Shelton's 1899-1900 team was 1-3, so the victory count would only change by one — though one means a lot when you're counting down to 1,000. That first team also lost to Williston Seminary and the Chicopee Parish House, proof that you couldn't push those Chicopee parishioners off the blocks too easily back in 1900.
Still, losing to a seminary and a parish house suggests a team with about as much stomach for mixing it up as, say, Lari Ketner.
UMass can say it has 985 wins, but the NCAA disagrees. Remember 1996, when Camby's ineligibility wiped the Final Four run off the books?
UMass counts its 4-1 tournament record. The NCAA doesn't. So was UMass 35-2 that year, or 31-1? And does the school now have 985 victories, or 981?
Every school has this dilemma. Some have tried to claim victories on overseas goodwill tours.
So UMass has either won 981 games (subtracting the 1996 tournament), 985 (the school's count), 986 (adding the 1900 victory) or one of many other choices. It all depends on your math.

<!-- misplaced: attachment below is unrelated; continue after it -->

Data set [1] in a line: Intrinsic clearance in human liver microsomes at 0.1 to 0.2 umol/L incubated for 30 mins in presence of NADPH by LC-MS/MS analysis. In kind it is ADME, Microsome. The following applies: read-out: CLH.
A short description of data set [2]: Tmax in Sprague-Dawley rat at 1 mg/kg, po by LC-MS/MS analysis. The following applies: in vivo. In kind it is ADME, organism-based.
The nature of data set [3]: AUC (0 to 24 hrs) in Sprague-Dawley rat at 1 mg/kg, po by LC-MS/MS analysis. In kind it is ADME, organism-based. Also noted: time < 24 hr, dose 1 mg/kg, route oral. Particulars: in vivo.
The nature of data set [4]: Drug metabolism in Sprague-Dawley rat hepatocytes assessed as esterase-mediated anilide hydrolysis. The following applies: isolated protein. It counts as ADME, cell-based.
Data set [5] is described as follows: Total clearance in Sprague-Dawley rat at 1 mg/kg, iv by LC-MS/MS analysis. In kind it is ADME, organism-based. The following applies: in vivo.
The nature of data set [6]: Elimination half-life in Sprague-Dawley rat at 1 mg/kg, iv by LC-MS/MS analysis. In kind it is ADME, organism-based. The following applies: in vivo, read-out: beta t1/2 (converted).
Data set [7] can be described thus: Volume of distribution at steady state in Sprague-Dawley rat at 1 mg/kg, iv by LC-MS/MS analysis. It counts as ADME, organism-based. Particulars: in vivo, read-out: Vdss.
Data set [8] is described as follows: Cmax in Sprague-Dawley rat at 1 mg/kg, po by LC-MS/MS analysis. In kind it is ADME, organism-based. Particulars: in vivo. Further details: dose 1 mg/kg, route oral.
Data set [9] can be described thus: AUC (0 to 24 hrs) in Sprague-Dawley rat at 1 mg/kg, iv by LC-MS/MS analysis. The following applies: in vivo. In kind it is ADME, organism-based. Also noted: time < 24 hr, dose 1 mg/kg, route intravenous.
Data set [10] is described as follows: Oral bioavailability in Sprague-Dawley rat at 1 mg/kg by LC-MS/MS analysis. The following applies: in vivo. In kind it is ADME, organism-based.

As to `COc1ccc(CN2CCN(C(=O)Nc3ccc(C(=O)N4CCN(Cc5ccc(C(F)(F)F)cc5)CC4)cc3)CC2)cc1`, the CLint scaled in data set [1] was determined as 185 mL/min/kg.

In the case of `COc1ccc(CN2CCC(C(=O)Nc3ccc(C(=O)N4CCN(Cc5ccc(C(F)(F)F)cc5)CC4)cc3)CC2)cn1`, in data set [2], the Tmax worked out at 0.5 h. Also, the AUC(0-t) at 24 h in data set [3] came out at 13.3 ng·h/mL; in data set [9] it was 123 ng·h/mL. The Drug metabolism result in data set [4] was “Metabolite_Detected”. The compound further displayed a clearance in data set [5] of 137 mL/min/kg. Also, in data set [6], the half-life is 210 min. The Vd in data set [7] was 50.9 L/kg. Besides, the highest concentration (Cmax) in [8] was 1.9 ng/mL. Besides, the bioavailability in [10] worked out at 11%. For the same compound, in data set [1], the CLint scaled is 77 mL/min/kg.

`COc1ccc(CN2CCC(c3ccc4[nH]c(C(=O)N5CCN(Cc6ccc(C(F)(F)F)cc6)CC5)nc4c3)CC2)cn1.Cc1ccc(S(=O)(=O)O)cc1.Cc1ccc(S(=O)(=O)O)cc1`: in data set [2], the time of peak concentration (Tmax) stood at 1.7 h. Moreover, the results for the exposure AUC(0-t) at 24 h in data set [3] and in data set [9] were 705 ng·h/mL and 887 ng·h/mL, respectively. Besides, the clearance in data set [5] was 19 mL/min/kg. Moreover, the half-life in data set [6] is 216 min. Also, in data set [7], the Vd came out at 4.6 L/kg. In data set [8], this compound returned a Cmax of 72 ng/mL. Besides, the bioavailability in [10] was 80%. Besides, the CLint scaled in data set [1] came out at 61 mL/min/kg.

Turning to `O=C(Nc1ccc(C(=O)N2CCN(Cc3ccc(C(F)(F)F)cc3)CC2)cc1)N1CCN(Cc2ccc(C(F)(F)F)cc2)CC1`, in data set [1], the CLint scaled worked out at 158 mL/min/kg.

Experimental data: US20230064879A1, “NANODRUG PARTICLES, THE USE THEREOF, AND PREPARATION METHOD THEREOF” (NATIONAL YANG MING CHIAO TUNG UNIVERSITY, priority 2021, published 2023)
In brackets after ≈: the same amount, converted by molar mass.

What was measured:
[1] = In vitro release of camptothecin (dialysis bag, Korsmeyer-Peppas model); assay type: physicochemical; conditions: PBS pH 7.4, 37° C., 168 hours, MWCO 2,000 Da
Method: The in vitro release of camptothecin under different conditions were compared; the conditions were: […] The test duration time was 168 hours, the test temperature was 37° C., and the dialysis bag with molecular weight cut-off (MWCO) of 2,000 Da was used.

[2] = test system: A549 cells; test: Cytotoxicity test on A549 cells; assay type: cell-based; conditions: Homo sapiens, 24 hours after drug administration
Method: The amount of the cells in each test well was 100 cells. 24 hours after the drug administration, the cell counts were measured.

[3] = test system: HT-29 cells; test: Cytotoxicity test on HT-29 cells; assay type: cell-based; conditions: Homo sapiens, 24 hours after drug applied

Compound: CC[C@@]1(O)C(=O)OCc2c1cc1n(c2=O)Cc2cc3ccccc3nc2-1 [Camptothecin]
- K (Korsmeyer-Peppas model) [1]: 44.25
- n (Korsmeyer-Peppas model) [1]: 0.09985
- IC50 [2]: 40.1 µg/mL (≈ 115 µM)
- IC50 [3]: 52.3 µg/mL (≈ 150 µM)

But I know the worst mathematician of all. Me. On Monday, I came up with 964 wins entering this season, by forgetting to add last season's. And UMass did win 14 last season, though don't ask me how.
But Shelton, who is talking with UMass officials about helping update the records, is not done. He claims a 1907 win over the Amherst Reserves was really an exhibition, making the Reserves the Converse All-Stars of their day.
Whatever the count, UMass should reach 1,000 next season. That's unless somebody discovers a few wins over the Holyoke Boys Club in 1905, or the touring Russian Czar's All-Stars in 1912.
I don't know who is right. All I know is that I don't want to miss the 1,000 party, whenever the school gets around to holding one.